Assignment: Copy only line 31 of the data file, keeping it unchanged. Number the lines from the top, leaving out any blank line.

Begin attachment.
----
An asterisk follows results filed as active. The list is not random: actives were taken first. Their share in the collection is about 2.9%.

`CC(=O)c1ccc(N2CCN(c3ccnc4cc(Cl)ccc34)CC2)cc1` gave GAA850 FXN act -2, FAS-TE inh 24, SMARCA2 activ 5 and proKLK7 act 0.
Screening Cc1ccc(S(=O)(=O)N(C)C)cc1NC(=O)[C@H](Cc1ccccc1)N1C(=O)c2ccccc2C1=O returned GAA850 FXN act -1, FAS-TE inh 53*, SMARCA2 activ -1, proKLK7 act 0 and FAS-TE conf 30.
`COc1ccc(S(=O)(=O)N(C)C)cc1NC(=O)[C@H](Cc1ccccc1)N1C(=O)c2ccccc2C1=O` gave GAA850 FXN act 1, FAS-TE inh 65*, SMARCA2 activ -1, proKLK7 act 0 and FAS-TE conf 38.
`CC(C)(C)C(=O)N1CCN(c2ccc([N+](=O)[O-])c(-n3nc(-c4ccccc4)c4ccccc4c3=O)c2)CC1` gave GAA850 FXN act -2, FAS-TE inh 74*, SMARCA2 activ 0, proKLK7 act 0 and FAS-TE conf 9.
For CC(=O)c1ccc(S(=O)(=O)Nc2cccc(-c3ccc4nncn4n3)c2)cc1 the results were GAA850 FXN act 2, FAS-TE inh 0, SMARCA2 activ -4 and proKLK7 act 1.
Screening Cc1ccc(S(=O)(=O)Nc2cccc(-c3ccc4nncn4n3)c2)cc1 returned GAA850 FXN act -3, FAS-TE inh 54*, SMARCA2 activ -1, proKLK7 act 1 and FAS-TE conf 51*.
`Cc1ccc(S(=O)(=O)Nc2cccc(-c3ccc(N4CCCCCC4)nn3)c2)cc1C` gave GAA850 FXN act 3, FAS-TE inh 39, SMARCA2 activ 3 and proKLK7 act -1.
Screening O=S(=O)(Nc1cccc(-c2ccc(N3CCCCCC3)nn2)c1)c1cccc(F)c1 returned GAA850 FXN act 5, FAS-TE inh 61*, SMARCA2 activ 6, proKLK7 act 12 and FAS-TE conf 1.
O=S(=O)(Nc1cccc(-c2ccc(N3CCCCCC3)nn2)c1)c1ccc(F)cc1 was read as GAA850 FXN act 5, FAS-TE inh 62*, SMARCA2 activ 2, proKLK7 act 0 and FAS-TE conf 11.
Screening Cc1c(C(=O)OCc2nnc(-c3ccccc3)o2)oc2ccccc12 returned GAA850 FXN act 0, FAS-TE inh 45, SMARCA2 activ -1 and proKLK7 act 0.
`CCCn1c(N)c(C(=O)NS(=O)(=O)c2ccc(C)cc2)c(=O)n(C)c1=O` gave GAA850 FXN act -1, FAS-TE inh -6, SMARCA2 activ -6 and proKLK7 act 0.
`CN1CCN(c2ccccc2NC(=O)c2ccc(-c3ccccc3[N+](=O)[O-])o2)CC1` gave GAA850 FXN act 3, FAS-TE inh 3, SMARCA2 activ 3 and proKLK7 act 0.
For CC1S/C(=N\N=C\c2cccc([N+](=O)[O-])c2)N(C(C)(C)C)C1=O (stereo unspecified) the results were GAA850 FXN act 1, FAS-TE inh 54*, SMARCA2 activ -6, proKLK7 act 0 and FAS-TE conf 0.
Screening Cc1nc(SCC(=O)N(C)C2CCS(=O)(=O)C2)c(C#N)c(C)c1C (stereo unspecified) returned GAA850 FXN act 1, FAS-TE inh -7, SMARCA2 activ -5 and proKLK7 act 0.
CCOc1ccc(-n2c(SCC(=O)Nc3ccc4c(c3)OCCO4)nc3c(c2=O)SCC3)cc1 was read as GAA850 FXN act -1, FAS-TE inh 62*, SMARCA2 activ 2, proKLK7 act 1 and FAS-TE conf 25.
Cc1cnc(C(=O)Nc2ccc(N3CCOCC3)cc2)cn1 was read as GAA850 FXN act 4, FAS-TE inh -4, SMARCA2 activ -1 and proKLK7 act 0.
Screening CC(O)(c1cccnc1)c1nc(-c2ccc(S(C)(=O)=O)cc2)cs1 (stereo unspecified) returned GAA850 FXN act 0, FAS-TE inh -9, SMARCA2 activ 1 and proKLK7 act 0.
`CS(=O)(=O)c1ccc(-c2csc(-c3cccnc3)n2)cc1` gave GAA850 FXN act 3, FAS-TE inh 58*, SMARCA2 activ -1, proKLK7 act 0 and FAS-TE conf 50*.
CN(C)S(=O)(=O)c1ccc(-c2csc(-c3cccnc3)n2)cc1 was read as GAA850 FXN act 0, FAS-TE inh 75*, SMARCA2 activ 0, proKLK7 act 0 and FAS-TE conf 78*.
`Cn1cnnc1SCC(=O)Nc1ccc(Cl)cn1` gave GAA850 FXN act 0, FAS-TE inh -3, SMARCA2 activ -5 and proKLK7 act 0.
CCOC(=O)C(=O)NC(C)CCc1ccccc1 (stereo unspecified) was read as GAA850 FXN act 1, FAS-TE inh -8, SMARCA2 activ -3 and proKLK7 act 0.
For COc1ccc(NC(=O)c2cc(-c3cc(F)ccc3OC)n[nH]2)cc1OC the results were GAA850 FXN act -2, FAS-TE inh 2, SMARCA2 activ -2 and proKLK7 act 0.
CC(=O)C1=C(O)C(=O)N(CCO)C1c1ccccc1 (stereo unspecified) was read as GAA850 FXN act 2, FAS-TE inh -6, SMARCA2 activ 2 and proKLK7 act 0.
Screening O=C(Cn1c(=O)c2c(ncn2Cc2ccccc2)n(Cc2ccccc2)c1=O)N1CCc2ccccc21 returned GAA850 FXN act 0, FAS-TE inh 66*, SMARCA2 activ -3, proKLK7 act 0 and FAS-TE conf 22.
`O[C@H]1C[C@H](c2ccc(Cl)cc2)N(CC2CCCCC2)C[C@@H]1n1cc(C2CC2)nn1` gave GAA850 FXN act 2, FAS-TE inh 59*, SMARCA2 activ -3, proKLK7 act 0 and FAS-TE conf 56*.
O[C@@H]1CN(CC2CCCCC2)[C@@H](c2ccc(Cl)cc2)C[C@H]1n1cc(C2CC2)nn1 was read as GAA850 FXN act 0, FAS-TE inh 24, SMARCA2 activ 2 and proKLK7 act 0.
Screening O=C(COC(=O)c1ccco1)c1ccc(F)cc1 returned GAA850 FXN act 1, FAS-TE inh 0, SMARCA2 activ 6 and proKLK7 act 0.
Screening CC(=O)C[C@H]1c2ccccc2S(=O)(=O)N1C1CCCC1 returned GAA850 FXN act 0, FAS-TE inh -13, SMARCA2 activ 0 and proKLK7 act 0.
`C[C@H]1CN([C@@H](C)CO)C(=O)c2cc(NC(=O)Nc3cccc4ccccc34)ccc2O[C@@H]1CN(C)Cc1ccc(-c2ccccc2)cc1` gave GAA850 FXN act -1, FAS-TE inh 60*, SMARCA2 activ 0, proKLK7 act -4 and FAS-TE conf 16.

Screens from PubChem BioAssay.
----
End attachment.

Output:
Screens from PubChem BioAssay.